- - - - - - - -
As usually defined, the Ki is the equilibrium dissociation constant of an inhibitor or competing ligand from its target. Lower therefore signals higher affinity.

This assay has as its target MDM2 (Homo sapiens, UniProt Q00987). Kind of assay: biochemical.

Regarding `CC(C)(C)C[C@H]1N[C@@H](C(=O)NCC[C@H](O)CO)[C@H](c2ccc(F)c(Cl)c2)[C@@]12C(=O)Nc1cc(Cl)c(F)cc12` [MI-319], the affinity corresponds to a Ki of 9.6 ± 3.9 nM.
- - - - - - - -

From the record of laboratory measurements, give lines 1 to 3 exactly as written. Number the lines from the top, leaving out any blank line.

As usually defined, the Ki is the equilibrium dissociation constant of an inhibitor or competing ligand from its target. Lower therefore signals higher affinity.

This assay has as its target MDM2 (Homo sapiens, UniProt Q00987). Kind of assay: biochemical.

Regarding `CC(C)(C)C[C@H]1N[C@@H](C(=O)NCC[C@H](O)CO)[C@H](c2ccc(F)c(Cl)c2)[C@@]12C(=O)Nc1cc(Cl)c(F)cc12` [MI-319], the affinity corresponds to a Ki of 9.6 ± 3.9 nM.